The card has become a talisman, and the poems began their slow painful proliferation as I attempted to work out my bafflement. Soon, a sequence was forming, which I titled ‘On the Eve of the Feast of the Immaculate Conception (2012)’—the date no more significant that it was roughly contemporary, and an anniversary of the date in the title of Lowell’s poem.
‘The Road to Montserrat’ is the poem in the sequence most mimetic of that initial shock on reading Hill’s ‘Argument’. Belonging to that unhappy tribe that Graham Greene dubbed agnostic Catholics, I was confronted with strange feelings, sculptural in their intensity, of the intuitive truth of the dogma, a truth equivalent to the eye’s register of the integrity of colour (she was the Immaculate as blue is blue). There was something like affront, too, and then also a sense of inadequacy as to how to ground the intuition given my desolation of learning.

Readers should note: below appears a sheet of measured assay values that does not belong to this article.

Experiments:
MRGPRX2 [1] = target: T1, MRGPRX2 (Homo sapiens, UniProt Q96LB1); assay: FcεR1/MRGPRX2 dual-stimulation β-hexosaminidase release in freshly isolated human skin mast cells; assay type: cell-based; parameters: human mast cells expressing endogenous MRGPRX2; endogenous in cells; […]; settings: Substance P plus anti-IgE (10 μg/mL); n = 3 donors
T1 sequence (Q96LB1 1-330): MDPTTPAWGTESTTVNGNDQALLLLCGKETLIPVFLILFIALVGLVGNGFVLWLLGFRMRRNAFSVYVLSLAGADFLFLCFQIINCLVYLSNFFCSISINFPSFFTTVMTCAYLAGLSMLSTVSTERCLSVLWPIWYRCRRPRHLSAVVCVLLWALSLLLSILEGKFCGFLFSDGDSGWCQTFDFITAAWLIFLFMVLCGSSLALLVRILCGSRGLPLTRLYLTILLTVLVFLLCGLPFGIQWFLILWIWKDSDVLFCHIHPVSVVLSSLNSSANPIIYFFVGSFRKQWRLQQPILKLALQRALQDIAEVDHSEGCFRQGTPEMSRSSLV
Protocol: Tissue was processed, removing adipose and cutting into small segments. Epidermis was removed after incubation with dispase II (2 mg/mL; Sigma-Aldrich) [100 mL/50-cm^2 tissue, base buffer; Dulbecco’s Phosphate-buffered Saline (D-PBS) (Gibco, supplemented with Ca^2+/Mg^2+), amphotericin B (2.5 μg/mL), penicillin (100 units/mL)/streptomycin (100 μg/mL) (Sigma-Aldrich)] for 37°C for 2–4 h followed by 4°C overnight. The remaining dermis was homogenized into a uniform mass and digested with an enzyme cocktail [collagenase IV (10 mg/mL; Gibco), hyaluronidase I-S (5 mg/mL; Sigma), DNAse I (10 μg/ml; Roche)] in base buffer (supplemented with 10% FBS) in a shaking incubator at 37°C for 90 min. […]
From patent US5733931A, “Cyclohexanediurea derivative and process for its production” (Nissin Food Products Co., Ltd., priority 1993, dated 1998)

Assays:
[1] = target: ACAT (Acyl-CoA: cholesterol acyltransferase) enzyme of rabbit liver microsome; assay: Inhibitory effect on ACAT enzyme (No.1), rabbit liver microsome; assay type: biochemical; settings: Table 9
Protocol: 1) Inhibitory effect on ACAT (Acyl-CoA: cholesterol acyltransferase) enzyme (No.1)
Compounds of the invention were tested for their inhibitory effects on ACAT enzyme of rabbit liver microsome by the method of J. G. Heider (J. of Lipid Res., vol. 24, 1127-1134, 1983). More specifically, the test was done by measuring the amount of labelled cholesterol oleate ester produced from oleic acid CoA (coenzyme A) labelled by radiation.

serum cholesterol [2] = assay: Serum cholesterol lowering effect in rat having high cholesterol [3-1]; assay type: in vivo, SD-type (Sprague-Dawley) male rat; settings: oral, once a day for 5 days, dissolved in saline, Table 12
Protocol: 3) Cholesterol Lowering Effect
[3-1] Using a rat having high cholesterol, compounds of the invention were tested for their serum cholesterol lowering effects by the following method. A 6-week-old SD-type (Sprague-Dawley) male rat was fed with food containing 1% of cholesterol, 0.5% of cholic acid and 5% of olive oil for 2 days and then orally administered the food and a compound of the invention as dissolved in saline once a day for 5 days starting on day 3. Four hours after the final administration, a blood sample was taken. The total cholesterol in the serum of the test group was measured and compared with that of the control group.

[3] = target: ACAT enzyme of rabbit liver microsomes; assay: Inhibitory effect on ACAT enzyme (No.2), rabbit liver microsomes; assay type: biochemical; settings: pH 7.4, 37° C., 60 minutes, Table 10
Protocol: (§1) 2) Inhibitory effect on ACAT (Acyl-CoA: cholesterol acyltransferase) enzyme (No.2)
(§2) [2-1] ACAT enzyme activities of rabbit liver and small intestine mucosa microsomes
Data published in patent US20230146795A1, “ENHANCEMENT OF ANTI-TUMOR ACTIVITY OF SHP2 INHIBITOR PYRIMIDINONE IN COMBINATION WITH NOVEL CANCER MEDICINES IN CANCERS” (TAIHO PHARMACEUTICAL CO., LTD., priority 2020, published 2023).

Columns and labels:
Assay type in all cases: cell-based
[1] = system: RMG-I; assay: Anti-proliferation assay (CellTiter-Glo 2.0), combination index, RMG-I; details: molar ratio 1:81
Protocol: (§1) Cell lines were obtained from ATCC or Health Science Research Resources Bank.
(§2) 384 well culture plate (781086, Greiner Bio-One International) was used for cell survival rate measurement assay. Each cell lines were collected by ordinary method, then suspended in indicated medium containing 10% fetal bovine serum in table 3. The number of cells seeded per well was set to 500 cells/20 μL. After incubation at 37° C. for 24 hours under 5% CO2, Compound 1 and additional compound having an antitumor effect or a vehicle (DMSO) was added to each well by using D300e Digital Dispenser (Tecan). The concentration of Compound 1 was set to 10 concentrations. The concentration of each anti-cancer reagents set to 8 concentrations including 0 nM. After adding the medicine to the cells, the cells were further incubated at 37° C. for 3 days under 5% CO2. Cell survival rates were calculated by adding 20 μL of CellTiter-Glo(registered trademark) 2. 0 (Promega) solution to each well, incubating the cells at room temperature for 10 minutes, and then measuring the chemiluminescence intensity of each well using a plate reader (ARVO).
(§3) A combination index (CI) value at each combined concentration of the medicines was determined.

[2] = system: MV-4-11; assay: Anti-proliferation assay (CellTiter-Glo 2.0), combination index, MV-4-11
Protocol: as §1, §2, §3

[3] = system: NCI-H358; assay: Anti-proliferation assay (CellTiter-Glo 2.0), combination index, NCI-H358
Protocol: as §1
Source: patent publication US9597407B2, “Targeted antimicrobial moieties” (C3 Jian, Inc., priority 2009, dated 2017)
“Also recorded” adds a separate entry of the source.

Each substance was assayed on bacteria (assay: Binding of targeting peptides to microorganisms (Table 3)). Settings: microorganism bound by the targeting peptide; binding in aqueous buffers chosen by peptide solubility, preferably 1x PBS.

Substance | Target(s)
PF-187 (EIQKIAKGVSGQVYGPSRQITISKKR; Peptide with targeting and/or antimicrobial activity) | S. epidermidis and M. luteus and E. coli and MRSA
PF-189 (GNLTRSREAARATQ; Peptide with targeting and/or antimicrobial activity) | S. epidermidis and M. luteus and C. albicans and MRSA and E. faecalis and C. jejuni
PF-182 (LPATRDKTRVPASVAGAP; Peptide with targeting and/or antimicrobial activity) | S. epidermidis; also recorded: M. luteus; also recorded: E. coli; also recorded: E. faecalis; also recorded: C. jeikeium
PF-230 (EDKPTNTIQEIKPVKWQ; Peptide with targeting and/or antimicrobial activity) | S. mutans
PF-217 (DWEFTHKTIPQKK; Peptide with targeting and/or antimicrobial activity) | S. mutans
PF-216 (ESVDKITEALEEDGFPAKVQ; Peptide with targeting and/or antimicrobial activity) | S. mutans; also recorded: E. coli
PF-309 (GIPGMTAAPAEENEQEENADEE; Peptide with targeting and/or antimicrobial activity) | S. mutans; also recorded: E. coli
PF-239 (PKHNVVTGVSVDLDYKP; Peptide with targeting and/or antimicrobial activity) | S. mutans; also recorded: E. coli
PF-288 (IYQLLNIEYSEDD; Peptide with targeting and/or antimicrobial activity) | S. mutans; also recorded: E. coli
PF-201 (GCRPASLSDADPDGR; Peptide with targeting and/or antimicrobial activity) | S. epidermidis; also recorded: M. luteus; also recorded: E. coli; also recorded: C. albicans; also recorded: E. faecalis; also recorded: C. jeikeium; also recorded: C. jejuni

These might well have been the emotions of St. Ignatius of Loyola as he made pilgrimage to Montserrat, confronted with a Moor who denied the virgin birth. Loyola had served as a soldier, and during convalescence had taken up the lives of the saints and laid down his romances of Amadis of Gaul (the poem puns on the similarity of the name to the popular Asterix comics I read as a child). The old martial instinct still there, Loyola was of a mind to kill the man, but instead dropped the reins of his mule: if it took the road the Moor was continuing on, he would kill him; if it took the high road, he wouldn’t. The mule proved more charitable than Ignatius’s impulse. The phrase ‘mulish providence’ is one I again purloin from Lowell, one of his “imitations” of Pasternak: ‘I love the mulishness of Providence’—how providential to find that phrase in drafting the Montserrat poem! The epigraph is from the Irish modernist poet Denis Devlin, in a poem about being condescended to by an Englishman for his Catholicism (Devlin is one of the major Marian poets of the twentieth century). I hasten to add that I felt in no-wise condescended to by Hill, whose theological scruples regarding the dogma are no less foreign to me than the same scruples of Aquinas or Bonaventure.